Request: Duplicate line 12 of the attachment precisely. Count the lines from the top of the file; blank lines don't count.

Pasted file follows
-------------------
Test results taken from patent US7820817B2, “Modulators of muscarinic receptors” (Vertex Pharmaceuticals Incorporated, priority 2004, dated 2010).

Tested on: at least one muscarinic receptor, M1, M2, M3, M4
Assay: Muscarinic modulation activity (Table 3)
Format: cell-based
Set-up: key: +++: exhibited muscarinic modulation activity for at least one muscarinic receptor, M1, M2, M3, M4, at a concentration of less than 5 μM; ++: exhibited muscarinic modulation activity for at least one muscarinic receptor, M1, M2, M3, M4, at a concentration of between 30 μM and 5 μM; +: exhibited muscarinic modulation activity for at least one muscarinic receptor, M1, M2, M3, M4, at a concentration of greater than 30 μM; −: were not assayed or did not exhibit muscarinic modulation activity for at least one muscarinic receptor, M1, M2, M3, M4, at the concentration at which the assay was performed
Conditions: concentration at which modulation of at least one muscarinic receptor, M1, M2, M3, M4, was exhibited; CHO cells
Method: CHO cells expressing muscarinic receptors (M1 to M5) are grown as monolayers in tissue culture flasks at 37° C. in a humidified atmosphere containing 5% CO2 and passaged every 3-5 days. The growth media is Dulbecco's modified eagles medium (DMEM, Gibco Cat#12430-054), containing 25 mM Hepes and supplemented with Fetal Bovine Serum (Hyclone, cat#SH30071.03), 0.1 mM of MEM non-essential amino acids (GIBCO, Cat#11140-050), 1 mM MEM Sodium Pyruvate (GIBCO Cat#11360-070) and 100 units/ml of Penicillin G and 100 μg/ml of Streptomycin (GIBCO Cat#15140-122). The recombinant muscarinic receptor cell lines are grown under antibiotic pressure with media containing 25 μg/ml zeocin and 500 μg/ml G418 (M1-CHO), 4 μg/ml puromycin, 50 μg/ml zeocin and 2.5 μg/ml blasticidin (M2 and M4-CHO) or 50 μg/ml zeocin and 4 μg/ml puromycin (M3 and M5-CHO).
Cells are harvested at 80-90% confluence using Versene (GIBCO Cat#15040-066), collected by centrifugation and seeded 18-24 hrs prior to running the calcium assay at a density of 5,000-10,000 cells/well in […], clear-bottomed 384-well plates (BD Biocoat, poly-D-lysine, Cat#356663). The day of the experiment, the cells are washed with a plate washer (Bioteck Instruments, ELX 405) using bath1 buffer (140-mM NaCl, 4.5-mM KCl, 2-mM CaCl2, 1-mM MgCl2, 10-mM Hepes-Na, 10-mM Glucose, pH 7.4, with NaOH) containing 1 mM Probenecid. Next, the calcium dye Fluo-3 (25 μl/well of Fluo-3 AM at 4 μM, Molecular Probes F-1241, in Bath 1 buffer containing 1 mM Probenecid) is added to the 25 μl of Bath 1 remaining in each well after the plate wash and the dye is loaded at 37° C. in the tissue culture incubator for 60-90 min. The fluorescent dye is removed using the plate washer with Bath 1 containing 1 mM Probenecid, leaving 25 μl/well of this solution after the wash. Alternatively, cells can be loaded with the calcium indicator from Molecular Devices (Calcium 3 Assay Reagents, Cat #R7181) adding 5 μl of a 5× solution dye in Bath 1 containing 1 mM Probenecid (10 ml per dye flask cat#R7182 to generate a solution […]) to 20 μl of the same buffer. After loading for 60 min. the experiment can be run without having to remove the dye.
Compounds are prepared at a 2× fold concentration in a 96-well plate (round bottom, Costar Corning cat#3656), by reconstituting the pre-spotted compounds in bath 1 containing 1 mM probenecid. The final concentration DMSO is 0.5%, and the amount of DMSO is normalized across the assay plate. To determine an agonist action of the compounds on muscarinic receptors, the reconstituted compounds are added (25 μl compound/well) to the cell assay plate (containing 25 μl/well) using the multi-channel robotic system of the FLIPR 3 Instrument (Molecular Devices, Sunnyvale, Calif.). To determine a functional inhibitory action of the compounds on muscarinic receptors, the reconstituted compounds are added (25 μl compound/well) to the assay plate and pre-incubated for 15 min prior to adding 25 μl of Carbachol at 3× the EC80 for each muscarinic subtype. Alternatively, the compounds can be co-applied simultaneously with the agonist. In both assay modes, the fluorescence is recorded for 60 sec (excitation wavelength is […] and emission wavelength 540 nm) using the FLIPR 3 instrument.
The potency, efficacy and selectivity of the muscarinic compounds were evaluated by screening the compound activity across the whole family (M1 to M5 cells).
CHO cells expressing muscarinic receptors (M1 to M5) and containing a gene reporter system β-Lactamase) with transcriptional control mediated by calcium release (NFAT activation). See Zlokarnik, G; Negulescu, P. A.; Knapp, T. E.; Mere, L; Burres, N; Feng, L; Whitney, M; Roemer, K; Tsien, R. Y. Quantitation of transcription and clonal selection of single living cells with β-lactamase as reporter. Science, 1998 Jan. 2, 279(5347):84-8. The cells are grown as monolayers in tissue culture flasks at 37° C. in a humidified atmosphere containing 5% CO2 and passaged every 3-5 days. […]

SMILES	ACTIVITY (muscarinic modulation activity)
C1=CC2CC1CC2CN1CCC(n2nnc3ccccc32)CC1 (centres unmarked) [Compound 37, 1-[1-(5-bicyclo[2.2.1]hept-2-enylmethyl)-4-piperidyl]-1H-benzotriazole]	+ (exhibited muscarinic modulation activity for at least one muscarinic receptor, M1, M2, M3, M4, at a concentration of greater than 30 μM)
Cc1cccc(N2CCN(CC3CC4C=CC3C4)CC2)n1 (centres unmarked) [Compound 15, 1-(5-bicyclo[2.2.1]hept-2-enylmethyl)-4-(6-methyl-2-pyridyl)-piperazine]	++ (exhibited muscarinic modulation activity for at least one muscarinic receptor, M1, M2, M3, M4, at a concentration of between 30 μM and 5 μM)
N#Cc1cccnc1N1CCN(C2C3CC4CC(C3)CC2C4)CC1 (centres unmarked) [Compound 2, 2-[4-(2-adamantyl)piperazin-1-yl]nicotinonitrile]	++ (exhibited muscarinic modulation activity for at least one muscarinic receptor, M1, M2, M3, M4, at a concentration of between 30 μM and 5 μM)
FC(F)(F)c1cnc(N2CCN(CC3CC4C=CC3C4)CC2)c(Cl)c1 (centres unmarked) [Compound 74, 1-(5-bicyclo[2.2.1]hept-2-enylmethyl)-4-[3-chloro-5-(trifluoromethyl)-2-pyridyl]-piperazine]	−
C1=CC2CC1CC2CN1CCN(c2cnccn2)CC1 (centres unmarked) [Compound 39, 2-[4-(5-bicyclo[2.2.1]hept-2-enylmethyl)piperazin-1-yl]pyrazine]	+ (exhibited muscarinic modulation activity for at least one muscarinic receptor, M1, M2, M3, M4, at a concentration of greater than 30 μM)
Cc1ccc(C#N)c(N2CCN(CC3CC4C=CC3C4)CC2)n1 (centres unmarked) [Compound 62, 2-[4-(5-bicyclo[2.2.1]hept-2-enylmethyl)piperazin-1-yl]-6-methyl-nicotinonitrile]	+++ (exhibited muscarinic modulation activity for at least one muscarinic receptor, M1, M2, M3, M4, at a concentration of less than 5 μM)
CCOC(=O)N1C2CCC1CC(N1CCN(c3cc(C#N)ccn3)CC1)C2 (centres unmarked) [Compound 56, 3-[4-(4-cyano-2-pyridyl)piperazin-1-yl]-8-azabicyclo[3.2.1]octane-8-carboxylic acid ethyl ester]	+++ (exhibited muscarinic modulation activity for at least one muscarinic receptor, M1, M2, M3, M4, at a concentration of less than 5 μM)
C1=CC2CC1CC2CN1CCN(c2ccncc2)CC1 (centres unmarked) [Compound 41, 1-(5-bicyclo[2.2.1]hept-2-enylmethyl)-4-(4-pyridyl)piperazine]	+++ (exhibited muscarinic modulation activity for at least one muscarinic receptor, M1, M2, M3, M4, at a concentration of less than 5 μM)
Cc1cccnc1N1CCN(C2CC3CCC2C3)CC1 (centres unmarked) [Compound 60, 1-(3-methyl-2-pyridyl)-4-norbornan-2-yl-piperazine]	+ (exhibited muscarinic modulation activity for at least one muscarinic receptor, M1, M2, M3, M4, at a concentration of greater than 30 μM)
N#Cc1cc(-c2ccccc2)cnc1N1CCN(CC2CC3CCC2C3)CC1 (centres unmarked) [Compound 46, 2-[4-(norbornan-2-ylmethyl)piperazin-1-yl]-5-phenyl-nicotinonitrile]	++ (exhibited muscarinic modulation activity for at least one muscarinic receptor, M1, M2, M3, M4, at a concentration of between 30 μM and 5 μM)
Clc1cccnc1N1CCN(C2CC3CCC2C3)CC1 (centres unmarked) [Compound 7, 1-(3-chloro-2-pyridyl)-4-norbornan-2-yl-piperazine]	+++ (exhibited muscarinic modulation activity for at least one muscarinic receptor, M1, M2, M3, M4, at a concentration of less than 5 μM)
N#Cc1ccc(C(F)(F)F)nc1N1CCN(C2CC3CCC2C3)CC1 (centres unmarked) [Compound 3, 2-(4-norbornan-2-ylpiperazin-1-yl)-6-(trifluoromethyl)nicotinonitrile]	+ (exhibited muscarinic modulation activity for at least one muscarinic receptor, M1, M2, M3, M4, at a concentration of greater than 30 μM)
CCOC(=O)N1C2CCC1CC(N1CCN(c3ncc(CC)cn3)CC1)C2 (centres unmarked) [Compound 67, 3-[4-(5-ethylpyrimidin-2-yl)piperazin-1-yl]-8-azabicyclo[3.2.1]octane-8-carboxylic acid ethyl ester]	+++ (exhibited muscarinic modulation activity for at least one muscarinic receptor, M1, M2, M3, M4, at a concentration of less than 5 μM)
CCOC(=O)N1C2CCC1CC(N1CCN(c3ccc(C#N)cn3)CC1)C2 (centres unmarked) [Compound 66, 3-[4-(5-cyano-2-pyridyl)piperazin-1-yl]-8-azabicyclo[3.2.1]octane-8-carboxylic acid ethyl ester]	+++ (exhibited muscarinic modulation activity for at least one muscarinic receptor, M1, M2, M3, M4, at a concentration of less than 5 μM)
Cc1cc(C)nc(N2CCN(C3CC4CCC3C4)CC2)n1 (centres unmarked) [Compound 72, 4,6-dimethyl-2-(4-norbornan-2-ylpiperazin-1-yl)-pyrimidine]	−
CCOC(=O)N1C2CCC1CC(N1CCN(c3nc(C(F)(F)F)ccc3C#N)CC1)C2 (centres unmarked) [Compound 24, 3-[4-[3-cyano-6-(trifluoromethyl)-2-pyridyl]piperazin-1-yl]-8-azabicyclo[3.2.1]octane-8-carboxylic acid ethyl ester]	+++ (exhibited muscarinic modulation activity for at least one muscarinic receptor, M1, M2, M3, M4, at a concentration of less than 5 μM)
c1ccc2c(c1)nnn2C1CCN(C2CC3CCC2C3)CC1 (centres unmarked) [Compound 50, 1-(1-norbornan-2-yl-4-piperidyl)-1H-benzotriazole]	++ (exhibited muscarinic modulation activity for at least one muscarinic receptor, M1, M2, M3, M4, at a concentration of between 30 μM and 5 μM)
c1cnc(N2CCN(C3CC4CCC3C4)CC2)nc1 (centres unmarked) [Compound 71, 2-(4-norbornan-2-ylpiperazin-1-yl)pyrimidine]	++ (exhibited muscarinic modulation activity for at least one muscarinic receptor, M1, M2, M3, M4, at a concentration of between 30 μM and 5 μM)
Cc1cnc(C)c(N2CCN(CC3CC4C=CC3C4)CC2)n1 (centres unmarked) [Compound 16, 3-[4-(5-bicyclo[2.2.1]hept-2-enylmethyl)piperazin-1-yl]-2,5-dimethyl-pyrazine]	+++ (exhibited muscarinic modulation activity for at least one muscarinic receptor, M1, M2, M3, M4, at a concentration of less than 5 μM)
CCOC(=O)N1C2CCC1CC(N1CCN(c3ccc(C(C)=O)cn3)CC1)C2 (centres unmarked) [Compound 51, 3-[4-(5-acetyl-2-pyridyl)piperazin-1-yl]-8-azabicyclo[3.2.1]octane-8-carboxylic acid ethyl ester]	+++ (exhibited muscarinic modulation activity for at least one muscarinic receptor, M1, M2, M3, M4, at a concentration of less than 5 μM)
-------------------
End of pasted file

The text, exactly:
SMILES	ACTIVITY (muscarinic modulation activity)